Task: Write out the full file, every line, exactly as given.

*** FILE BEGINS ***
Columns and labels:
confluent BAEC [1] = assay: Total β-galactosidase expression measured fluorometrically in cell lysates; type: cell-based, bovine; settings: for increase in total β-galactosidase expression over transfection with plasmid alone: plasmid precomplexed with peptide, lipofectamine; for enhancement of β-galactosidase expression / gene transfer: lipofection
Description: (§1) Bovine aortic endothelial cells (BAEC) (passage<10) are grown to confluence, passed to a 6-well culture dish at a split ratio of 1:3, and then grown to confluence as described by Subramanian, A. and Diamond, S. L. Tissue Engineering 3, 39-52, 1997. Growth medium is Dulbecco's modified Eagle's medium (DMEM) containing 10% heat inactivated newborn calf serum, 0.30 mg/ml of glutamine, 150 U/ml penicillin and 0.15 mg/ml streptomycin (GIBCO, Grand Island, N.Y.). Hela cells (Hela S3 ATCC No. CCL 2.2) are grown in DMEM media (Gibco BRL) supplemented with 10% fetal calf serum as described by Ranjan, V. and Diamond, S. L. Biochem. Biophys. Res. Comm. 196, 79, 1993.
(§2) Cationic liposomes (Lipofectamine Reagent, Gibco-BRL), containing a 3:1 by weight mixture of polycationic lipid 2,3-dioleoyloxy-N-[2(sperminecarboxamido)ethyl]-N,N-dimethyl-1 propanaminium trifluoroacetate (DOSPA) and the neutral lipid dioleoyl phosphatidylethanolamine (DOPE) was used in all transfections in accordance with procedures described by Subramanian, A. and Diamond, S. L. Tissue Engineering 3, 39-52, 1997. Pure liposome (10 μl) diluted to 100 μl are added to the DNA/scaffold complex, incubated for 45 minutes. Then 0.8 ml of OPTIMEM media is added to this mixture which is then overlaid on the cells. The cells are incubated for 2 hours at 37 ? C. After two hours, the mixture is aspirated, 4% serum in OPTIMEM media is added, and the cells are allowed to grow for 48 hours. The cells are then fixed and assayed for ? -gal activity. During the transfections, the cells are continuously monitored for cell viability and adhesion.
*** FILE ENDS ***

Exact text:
Columns and labels:
confluent BAEC [1] = assay: Total β-galactosidase expression measured fluorometrically in cell lysates; type: cell-based, bovine; settings: for increase in total β-galactosidase expression over transfection with plasmid alone: plasmid precomplexed with peptide, lipofectamine; for enhancement of β-galactosidase expression / gene transfer: lipofection
Description: (§1) Bovine aortic endothelial cells (BAEC) (passage<10) are grown to confluence, passed to a 6-well culture dish at a split ratio of 1:3, and then grown to confluence as described by Subramanian, A. and Diamond, S. L. Tissue Engineering 3, 39-52, 1997. Growth medium is Dulbecco's modified Eagle's medium (DMEM) containing 10% heat inactivated newborn calf serum, 0.30 mg/ml of glutamine, 150 U/ml penicillin and 0.15 mg/ml streptomycin (GIBCO, Grand Island, N.Y.). Hela cells (Hela S3 ATCC No. CCL 2.2) are grown in DMEM media (Gibco BRL) supplemented with 10% fetal calf serum as described by Ranjan, V. and Diamond, S. L. Biochem. Biophys. Res. Comm. 196, 79, 1993.
(§2) Cationic liposomes (Lipofectamine Reagent, Gibco-BRL), containing a 3:1 by weight mixture of polycationic lipid 2,3-dioleoyloxy-N-[2(sperminecarboxamido)ethyl]-N,N-dimethyl-1 propanaminium trifluoroacetate (DOSPA) and the neutral lipid dioleoyl phosphatidylethanolamine (DOPE) was used in all transfections in accordance with procedures described by Subramanian, A. and Diamond, S. L. Tissue Engineering 3, 39-52, 1997. Pure liposome (10 μl) diluted to 100 μl are added to the DNA/scaffold complex, incubated for 45 minutes. Then 0.8 ml of OPTIMEM media is added to this mixture which is then overlaid on the cells. The cells are incubated for 2 hours at 37 ? C. After two hours, the mixture is aspirated, 4% serum in OPTIMEM media is added, and the cells are allowed to grow for 48 hours. The cells are then fixed and assayed for ? -gal activity. During the transfections, the cells are continuously monitored for cell viability and adhesion.